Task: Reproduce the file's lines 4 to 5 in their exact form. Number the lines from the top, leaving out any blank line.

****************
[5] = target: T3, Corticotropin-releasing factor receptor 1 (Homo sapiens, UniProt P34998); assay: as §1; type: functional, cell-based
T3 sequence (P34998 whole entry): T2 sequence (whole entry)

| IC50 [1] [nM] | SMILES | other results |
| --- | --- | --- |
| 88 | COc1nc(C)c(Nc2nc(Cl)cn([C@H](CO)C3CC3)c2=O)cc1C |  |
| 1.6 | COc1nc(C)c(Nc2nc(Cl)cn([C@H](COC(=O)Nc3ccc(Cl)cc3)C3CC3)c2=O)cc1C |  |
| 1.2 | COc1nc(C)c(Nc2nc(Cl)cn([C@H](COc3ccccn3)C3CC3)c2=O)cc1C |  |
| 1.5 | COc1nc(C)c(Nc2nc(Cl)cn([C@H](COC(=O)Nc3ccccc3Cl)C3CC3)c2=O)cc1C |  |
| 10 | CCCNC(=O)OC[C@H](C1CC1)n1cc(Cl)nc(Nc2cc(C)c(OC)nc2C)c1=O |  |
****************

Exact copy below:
| --- | --- | --- |
| 88 | COc1nc(C)c(Nc2nc(Cl)cn([C@H](CO)C3CC3)c2=O)cc1C |  |